And as for trying to keep up with technology, good luck! what constitues live? and what's to stop websites simply setting up streams that are delayed by the neccesary time period to remove the "live" qualification and nullify the need for licence =p

    1. LinkOfHyrule
      Big Brother

      Oh but...

      Imagine if the goventards brought in a law that said all video-streams watched via a network constituted live TV to get round yours and other loopholes. Sounds crazy I know but these people do do some crazy shit!

      Can you imagining needing a TV licence to have a webcam chat with your Australian aunty or to watch Youtube or god forbid to use Chat Roulette!

      Wouldn't surprise me if the idiots do come up with such a stupid law/regulations as a way of stopping people like us who probably only ever watch Top Gear on iPlayer "getting away with it". It's not a licence for a computer - oh no - its just a licence for using a computer really! So that Mr Cu, I mean Hunt cant be accused of breaking any promises can he!

      1. Loyal Commenter Silver badge

        Re: Oh but...

        You wouldn't need a licence for Chat Roulette, just peril-sensitive sunglasses.

  6. MrBrie

    Turn it into a refund / TV is becoming irrelevant

    The license fee is, essentially, a tax.

    I never quite understood why there has to be yet another paper pushing factory for it.

    As over 95% of the population is using it, just turn it into another tax already.

    Add a tick box to the tax form for "License fee refund" for the less than 5% of people that need it, and presto.

    You can try to fleece the students or pensioners, but if there's no money to be had, you won't get it off them anyway. Sending them ever more threatening letters won't help -- and actually going to collect the money will cost more than the license fee is bringing in.

    There's always the chance that piped TV is rapidly becoming irrelevant for students in halls -- proper internet connection, torrents-a-go-go and you get all the video-on-demand (without commercials too!) you ever wanted -- and that content is quite possibly not made by the BBC so they shouldn't get money for it either.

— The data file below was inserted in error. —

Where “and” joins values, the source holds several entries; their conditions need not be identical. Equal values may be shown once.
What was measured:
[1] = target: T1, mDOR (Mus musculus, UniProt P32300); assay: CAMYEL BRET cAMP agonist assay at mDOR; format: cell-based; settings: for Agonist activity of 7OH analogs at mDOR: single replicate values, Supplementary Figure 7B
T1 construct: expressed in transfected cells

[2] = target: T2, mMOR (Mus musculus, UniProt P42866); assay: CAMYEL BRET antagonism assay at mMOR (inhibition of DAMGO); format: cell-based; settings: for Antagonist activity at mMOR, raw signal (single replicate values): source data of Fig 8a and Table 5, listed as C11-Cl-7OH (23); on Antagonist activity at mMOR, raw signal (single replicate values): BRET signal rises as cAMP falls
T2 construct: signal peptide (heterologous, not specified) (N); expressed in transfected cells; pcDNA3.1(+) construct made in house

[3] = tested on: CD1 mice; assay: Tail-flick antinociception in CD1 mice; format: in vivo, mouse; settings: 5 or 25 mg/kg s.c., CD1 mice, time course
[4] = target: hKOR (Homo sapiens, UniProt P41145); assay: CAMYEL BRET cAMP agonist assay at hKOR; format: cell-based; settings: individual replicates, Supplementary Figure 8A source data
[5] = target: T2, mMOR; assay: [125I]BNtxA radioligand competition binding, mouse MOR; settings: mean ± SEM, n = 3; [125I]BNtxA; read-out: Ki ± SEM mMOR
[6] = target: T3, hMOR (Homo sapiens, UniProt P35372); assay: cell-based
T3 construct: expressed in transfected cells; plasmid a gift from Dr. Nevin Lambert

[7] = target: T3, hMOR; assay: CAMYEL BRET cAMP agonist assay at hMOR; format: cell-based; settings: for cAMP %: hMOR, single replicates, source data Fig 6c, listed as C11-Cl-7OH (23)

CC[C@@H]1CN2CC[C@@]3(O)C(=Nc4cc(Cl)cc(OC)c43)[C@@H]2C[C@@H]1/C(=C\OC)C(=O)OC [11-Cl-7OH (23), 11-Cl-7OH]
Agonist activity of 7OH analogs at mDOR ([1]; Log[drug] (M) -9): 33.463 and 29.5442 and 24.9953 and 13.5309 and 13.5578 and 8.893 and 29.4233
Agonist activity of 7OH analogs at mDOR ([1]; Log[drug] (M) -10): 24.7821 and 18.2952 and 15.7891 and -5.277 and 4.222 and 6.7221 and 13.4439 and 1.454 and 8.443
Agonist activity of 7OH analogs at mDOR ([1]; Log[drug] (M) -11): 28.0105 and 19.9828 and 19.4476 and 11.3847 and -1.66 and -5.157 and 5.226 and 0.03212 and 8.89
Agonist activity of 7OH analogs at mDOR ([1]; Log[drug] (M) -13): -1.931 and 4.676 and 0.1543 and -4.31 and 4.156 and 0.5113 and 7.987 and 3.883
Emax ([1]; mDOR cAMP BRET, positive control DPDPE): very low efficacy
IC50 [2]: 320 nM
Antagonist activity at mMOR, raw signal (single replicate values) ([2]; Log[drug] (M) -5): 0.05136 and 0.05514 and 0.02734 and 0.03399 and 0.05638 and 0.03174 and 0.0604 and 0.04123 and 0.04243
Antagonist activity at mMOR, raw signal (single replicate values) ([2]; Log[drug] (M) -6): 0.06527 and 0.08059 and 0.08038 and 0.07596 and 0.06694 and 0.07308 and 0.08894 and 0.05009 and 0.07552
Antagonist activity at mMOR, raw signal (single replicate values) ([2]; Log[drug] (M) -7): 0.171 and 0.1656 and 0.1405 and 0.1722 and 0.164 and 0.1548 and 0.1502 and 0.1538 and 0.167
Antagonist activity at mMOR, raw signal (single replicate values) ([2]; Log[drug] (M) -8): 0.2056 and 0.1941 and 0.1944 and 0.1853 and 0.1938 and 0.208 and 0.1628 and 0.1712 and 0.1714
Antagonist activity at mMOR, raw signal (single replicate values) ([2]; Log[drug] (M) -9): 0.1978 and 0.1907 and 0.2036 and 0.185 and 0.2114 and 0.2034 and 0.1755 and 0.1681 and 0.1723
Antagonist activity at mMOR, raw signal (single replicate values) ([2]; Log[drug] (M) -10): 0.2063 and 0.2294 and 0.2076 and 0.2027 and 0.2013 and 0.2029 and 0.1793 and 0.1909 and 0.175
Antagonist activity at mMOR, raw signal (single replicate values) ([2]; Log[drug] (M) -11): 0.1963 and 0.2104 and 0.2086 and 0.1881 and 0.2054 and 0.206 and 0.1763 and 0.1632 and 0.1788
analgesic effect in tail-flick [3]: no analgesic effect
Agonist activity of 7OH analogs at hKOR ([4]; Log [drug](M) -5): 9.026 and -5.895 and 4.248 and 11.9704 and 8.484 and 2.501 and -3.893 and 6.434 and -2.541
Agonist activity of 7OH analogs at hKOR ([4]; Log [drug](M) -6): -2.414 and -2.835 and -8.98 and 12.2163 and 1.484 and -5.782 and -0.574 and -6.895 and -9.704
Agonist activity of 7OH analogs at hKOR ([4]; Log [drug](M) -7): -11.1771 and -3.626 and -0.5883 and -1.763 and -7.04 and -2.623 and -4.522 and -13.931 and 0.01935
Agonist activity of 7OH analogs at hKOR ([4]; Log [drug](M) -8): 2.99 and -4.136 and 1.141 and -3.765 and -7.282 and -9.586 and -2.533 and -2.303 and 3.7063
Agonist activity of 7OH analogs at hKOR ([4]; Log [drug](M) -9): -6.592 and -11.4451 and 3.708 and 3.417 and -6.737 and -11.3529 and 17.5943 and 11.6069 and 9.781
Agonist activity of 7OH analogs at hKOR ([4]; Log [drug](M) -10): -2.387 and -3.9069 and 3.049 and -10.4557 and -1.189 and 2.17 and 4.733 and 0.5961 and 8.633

1. Steve X

      Not a tax

      There's a very important reason why it isn't a tax, and shouldn't be bundled into general taxation.

      By having it as a separate charge, it gets voted on separately by *Parliament* (note, not by *Government*). That is to prevent the government of the day from applying pressure, along the lines of "Hey, BBC. If you insist on broadcasting that programme on Iraq / expenses / climategate / whatever, you might find that the licence fee will go down next year". As a single line-item in the budget that sort of thing could get through. It's unlikely that even an unhappy but principled government backbencher would risk the wrath of the party by voting against the whole budget over the TV licence. Budget votes tend to be considered as confidence votes.

      Keeping it as a separate debate is the best way to avoid that sort of monkey business. At least it then has some chance of being an open debate, with a non-whipped vote by all of parliament.

    2. Lamont Cranston

      I like this idea,

      as it's very much taking payments from those who can afford it (particularly if it were levied at a % based on your level of income). Then again, perhaps it is those who cannot afford it (non-taxpayers) who consume the most content (not that that should matter, of course)?

      1. Gaius

        A bit like

        When The Sun said it would support the Tories and the next day Sky "mysteriously" lost the right to broadcast the cricket. Well what's sauce for the goose is sauce for the gander.

      2. Anonymous Coward
        Anonymous Coward

        Is a tax...

        "The television licence fee has been reclassified as a tax, because the licence fee is a compulsory payment which is not paid solely for access to BBC services. Previously, the licence fee had been classified as a service charge. This reclassification means that the BBC will move from the public non-financial corporations sub-sector to the central government sector, effectively moving from one part of the public sector to another."

        Funding from general taxation would save 70 million pounds per year and cease to criminalise the very poor who are disproportionately suffering from this regressive and inefficient tax.

      3. Jellied Eel Silver badge

        Nice theory, but short on a few facts

        It currently works like this..

        Government of the day set the licence fee by Statutory Instrument, which by convention gets past. So the Government sets the amount the BBC gets already, and Parliament waves it through.

        The BBC then collects the money via Crapita et al, and pays that money into the Treasury's central slush fund, aka Consolidated Account.

        The Government then decides the amount the BBC gets via the Appropriations Act, which includes amounts for the DCMS to give to the BBC.

        So basically any Government is already free and able to decide both the amount of the licence fee, and the BBC's budget by convention.

        (and the last government showed exactly what can happen if the BBC tries to be too independent with the Gilligan affair. DG & governors removed because they'd offended their paymasters)